The Senate bill would cut and redesign the Medicaid program for low-income and disabled people, and erase taxes on higher earners and the medical industry that helped pay for the roughly 20 million Americans covered by Obamacare. It would let insurers provide fewer benefits, offer less generous subsidies than the Affordable Care Act to help people buy policies and end the statute’s tax penalties on people who don’t buy policies and on larger firms that don’t offer coverage to workers.

Shortly after the 142-page bill was distributed, more than a half-dozen GOP lawmakers signaled concerns or initial opposition.

Sen. Susan Collins of Maine reiterated her opposition to language blocking federal money for Planned Parenthood for a year, which many Republicans oppose because it provides abortions.

When Heller was questioned about that part of the bill Friday, he said: “I want just to be very clear. I do not have a beef with Planned Parenthood. I’m not opposed to Planned Parenthood. What I’m opposed to is any group or organization or clinic, regardless of who they are, if they receive federal funds and perform abortions, I won’t support it. That’s my position.”

Dawn Laguens, an executive vice president for Planned Parenthood, responded to Heller’s comment:

”As Sen. Heller knows full and well, federal funding does not pay for abortions. Like other health care providers, Planned Parenthood receives Medicaid reimbursements for preventive care, including birth control, life saving cancer screenings, and HIV testing.”

The bill would also bar using tax credits to buy coverage that includes abortions.

2018 election issue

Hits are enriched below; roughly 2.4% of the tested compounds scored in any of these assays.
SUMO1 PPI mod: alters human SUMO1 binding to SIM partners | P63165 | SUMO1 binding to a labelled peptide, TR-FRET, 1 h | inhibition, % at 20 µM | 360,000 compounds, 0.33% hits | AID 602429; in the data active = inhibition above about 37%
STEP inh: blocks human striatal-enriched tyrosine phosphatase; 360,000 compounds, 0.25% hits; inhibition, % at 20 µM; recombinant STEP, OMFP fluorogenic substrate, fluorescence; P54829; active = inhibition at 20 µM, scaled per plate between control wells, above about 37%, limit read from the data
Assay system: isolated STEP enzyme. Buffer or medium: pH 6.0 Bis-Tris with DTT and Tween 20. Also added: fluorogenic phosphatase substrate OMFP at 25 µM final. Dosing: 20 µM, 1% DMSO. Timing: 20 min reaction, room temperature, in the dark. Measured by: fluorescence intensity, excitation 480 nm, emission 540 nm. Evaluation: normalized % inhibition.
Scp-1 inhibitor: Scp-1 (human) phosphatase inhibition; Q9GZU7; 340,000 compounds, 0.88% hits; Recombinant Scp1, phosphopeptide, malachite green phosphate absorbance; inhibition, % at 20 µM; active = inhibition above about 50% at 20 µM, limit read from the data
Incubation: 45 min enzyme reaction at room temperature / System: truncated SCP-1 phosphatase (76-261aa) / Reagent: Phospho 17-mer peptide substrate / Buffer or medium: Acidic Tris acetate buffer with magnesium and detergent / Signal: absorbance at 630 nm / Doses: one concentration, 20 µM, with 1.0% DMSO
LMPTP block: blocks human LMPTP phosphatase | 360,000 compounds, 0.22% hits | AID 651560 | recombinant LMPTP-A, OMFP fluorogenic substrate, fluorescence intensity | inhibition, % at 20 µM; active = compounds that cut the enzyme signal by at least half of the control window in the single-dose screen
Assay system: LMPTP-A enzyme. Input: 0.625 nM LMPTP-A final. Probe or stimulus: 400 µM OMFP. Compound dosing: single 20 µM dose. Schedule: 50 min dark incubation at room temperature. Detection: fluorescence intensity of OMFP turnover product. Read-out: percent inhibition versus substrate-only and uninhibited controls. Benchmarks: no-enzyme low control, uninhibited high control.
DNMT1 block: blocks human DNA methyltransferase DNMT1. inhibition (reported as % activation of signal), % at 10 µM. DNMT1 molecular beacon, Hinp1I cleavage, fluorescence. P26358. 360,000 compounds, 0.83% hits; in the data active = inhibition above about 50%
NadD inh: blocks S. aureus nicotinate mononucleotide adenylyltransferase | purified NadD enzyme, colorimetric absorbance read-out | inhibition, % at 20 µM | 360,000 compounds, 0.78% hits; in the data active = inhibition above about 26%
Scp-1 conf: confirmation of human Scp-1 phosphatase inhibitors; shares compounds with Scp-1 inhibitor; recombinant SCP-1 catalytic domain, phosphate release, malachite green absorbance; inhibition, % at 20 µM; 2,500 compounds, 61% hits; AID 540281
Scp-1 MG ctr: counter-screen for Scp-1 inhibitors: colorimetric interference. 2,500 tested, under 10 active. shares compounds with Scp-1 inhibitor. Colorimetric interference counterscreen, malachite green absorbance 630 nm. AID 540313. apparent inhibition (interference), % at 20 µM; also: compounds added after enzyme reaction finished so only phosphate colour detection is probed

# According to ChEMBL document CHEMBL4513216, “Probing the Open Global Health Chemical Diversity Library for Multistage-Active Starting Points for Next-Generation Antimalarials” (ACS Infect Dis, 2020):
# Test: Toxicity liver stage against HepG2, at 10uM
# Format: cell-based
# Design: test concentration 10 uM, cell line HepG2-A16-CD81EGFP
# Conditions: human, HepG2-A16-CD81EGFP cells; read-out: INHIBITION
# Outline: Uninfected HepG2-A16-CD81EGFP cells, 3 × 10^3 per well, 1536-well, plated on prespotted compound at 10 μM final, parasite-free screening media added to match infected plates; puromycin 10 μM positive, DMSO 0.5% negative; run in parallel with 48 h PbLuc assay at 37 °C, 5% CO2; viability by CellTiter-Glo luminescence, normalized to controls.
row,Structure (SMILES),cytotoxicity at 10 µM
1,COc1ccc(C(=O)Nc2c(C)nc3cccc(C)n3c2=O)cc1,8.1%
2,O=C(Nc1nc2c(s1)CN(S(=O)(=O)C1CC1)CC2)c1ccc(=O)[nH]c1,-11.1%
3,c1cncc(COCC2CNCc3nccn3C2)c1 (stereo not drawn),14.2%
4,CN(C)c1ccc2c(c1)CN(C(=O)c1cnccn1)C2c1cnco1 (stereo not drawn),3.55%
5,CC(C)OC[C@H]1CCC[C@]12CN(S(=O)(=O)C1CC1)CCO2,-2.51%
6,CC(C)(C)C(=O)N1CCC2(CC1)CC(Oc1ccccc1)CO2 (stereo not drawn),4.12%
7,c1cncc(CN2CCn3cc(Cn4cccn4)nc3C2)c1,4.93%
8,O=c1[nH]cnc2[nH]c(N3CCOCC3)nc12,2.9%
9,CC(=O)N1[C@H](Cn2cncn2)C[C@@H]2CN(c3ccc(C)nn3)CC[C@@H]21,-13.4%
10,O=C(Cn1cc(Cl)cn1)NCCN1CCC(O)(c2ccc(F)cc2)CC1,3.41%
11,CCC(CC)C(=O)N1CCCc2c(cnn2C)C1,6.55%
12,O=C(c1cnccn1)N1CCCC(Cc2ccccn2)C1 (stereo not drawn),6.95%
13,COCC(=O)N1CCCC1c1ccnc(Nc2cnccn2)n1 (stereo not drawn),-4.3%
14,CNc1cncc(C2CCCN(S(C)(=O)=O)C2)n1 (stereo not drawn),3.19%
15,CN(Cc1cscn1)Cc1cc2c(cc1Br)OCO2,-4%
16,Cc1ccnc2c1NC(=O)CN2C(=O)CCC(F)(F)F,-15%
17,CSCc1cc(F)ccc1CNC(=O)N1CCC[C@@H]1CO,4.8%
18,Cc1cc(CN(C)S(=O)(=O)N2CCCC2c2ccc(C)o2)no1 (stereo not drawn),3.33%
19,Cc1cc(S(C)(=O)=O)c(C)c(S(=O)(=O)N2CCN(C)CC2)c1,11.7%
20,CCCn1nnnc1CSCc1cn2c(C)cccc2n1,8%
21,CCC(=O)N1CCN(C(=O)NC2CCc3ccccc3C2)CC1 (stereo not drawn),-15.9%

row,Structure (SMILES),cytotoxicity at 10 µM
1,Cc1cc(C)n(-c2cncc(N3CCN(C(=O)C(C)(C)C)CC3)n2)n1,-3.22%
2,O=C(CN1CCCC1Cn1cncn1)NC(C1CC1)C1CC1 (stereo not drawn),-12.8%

The House approved its version of the bill last month. Though Trump lauded its passage in a Rose Garden ceremony, he called the House measure “mean” last week.

The nonpartisan Congressional Budget Office said that under the House bill, 23 million fewer people would have coverage by 2026. The budget office analysis of the Senate measure is expected early next week.

The Senate health care vote could be a central campaign issue in the 2018 midterm election in Nevada.

A likely Democratic challenger to Heller, Rep. Jacky Rosen, D-Nev., has called the Senate draft legislation “an assault on Nevadans’ health care.”

“Senate Republicans are rallying around a plan that will make health care even more expensive for Nevadans and with the deep cuts to Medicaid, entirely out of reach for some of our families,” Rosen said.

Two major labor groups announced Friday that they would begin airing videos and ads targeting Heller and the health care vote.

The AFL-CIO is running ads on newspaper websites and digital billboards in Nevada, Ohio, West Virginia, Alaska and Maine, encouraging Republican senators in those states to reject the Senate bill.

“Working people are demanding that their senators reject this terrible bill that would take away health care for tens of millions of people and drive up costs,” said Richard Trumpka, AFL-CIO president.

In Las Vegas, The Culinary Union and the Progressive Leadership Alliance of Nevada released a video asking Heller to protect Nevadans and Medicaid.

Contact Paul Harasim at pharasim@reviewjournal.com or 702 387-5273. Follow @paulharasim on Twitter. Gary Martin contributed to this report.

Comparing congressional health overhaul bills by Las Vegas Review-Journal on Scribd